This leads us to the topic of visual literacy, which is just the ability to understand what images communicate. Graphic designers, filmmakers and photographers pay a lot of attention to the content of their images, because they know that the composition, colors and subject matter affect how the image is perceived. And if you want to grow your blog, like a big ole oak tree, then you need to as well.

Oak Tree Growing
Photo By Dmitri Nassyrov

The tips below are designed for all blogs, so you’ll have to use your best judgement on how to apply them to your situation.

1. Don’t Be Whimsical

Stop It Now Sign
Photo By Hugh Nelson

Always ask yourself, “What does this image say?”

Put clarity first, and, when making a point, look for images that show the words you’re using or convey the tone of this part of your story.

Ultimately, each image you choose should further drive home the point you’re making or add another detail to the story you are telling. Adding beautiful, yet whimsical, photos can be confusing and distracting to your audience.

2. Subtlety Works, Though

Touch feel girl hands
Photo By Ronen Ackerman

You don’t need to be obvious every time, though. In fact, your audience may appreciate it if they have to work a little harder to see the connection. Is there a way of making your point that isn’t obvious upon first glance? Or consider what the feeling you’re trying to express is, and show an image of that.

3. Focus

Focus on rain drops
Photo By Mark Tighe

Tell one piece of the story with your images, not the whole thing. Keep in mind that it’s hard to look at images on a computer screen. It’s not like looking at a blown-up photograph at an art gallery, where you can appreciate the complex details. So when you’re shooting, try taking photographs of one thing.

Macro photography works well. You could also invest in a lens (with an aperture of at least f/2.8, but f/1.4 is even better) for a powerful bokeh effect. Then, when you’re downloading your images, tag them, and start your own searchable database of images.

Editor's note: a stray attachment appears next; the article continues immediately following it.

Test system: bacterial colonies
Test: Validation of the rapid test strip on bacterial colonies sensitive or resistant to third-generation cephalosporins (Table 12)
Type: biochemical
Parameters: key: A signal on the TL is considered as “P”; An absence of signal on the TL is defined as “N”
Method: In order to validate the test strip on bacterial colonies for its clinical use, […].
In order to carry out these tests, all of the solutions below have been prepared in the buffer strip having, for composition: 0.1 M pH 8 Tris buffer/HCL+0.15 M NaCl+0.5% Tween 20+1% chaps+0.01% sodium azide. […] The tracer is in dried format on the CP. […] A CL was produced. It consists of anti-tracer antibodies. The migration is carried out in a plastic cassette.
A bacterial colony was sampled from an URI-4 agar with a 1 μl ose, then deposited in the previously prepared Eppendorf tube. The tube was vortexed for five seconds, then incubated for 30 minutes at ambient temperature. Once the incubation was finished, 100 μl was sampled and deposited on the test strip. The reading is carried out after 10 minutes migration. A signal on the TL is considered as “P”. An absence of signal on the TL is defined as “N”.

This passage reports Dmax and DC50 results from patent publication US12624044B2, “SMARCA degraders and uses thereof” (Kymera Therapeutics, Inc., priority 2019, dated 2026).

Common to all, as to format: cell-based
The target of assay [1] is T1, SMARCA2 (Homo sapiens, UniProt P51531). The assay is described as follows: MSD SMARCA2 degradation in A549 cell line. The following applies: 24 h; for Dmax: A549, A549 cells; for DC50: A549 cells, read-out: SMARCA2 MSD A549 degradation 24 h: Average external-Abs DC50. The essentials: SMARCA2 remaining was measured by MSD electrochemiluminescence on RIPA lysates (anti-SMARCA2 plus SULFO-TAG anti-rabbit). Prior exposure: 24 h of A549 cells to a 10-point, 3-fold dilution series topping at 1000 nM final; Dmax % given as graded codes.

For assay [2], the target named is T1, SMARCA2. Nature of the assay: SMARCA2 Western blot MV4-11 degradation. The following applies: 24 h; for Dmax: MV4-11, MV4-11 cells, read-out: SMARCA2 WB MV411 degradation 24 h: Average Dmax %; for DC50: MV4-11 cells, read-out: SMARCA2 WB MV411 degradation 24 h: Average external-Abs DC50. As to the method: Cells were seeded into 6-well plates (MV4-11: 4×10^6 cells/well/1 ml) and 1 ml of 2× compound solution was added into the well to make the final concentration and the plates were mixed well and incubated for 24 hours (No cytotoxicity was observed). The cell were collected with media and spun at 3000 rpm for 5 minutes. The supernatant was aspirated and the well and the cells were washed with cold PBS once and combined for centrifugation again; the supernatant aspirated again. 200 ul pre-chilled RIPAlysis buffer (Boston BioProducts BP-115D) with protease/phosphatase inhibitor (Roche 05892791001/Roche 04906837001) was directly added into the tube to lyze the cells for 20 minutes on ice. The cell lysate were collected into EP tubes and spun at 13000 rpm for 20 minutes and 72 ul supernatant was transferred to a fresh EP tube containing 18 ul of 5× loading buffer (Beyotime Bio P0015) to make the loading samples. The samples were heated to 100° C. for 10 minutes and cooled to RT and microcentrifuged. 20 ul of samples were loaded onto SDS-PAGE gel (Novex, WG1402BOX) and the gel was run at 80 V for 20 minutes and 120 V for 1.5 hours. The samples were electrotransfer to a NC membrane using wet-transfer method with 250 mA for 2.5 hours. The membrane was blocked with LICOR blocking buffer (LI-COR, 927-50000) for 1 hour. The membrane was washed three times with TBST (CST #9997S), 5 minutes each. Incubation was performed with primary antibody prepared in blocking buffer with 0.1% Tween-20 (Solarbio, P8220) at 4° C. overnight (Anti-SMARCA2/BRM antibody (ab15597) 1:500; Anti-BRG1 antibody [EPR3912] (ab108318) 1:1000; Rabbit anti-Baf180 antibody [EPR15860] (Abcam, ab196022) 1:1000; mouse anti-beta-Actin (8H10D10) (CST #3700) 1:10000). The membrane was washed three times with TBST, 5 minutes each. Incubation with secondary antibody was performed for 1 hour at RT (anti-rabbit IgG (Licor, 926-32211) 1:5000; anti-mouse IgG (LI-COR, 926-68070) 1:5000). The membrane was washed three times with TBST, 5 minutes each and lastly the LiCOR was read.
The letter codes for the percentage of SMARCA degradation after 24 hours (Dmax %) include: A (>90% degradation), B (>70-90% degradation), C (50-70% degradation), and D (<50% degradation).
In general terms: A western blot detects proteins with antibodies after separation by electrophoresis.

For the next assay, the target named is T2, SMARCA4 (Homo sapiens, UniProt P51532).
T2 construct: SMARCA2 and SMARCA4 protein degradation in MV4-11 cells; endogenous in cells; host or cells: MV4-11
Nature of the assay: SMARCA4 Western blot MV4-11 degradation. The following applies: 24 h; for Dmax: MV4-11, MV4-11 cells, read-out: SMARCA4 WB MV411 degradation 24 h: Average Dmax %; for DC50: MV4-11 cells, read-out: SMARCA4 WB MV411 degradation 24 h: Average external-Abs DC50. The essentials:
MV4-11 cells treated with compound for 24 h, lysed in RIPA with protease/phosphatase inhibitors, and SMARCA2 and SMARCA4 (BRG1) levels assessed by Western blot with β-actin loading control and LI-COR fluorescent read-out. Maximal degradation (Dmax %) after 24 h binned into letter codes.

4. Use Natural Light

Window Watching Puppy
Photo By Vanessa Kay

Natural light makes for the best photos, so ditch your flash. In fact, if you’re shooting photos of products, food, your clothes or other stuff in your home, choose a place with lots of indirect light, and make it your “home studio.” Then note the times when the light is the best in your new studio.

5. Shoot Unique Perspectives

Photo By Appie Verschoor

Take photos of your subject from all angles and perspectives. Go for different, weird and unusual (as long as you’re still being relevant :)). What shots would you never think to shoot? Often, amateur photographers will see something beautiful, whip out their camera and snap a bunch of pictures. Then, they’re off to something else. A pro photographer will spend a lot of time looking at a subject from all angles before he even starts shooting.

What tips have you learned when you’ve posted photos on your blog? If you have one to share, please take a minute to type it into the comments section below. Or if you have a question, please ask, and we’ll try to answer personally.

By Benjamin Jenks

Benjamin Jenks offers creative strategies to help you live, work, and travel, like an adventurer at